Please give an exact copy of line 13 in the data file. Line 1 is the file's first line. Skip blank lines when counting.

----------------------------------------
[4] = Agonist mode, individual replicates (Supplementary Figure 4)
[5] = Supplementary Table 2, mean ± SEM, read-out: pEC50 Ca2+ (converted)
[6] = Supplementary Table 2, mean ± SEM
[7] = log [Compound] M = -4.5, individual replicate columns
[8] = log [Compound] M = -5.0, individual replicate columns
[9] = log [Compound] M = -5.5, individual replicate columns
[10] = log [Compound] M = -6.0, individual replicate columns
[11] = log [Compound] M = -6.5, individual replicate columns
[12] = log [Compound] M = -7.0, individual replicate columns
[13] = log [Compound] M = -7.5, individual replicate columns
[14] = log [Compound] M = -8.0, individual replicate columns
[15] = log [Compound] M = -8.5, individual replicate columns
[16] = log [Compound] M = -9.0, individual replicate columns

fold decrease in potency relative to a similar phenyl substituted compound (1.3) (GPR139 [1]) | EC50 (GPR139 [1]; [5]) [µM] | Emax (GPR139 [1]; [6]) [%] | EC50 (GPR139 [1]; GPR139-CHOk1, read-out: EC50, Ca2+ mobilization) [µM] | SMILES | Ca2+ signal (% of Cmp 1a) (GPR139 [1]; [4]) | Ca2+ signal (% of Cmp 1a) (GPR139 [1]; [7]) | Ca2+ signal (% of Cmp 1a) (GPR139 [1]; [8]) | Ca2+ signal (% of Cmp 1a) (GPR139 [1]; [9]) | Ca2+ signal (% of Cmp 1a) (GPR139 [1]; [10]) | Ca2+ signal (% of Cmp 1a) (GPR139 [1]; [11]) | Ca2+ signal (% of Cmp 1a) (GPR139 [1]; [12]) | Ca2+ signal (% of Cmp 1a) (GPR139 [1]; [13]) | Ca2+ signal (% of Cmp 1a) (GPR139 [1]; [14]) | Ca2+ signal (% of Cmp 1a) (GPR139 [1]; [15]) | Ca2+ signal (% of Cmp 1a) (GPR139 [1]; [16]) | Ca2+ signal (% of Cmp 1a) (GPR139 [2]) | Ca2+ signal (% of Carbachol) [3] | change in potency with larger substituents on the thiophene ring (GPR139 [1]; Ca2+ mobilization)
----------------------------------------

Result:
[16] = log [Compound] M = -9.0, individual replicate columns